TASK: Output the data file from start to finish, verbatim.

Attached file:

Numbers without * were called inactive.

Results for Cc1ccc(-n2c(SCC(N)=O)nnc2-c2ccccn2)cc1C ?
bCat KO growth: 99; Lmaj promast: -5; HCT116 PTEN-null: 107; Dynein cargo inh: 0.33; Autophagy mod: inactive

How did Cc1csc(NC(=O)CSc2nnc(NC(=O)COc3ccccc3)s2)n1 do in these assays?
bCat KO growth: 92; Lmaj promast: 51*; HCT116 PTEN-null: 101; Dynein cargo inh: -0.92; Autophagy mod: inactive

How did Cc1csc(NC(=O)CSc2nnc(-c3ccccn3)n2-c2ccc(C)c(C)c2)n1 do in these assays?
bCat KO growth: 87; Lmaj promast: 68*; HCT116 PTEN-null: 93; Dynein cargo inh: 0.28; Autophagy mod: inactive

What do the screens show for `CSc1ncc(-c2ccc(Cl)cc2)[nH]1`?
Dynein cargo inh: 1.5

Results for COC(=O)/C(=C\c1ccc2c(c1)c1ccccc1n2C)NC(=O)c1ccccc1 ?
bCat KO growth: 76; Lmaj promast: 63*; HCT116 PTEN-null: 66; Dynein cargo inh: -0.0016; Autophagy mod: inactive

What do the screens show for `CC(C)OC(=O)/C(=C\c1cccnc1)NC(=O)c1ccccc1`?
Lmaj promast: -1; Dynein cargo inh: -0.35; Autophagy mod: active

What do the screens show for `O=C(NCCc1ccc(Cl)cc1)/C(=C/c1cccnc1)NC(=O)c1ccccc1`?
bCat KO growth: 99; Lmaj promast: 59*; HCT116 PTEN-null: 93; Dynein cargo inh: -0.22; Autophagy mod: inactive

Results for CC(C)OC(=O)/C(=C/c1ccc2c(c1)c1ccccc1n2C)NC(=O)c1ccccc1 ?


Numbers without * were called inactive.

Results for Cc1ccc(-n2c(SCC(N)=O)nnc2-c2ccccn2)cc1C ?
bCat KO growth: 99; Lmaj promast: -5; HCT116 PTEN-null: 107; Dynein cargo inh: 0.33; Autophagy mod: inactive

How did Cc1csc(NC(=O)CSc2nnc(NC(=O)COc3ccccc3)s2)n1 do in these assays?
bCat KO growth: 92; Lmaj promast: 51*; HCT116 PTEN-null: 101; Dynein cargo inh: -0.92; Autophagy mod: inactive

How did Cc1csc(NC(=O)CSc2nnc(-c3ccccn3)n2-c2ccc(C)c(C)c2)n1 do in these assays?
bCat KO growth: 87; Lmaj promast: 68*; HCT116 PTEN-null: 93; Dynein cargo inh: 0.28; Autophagy mod: inactive

What do the screens show for `CSc1ncc(-c2ccc(Cl)cc2)[nH]1`?
Dynein cargo inh: 1.5

Results for COC(=O)/C(=C\c1ccc2c(c1)c1ccccc1n2C)NC(=O)c1ccccc1 ?
bCat KO growth: 76; Lmaj promast: 63*; HCT116 PTEN-null: 66; Dynein cargo inh: -0.0016; Autophagy mod: inactive

What do the screens show for `CC(C)OC(=O)/C(=C\c1cccnc1)NC(=O)c1ccccc1`?
Lmaj promast: -1; Dynein cargo inh: -0.35; Autophagy mod: active

What do the screens show for `O=C(NCCc1ccc(Cl)cc1)/C(=C/c1cccnc1)NC(=O)c1ccccc1`?
bCat KO growth: 99; Lmaj promast: 59*; HCT116 PTEN-null: 93; Dynein cargo inh: -0.22; Autophagy mod: inactive

Results for CC(C)OC(=O)/C(=C/c1ccc2c(c1)c1ccccc1n2C)NC(=O)c1ccccc1 ?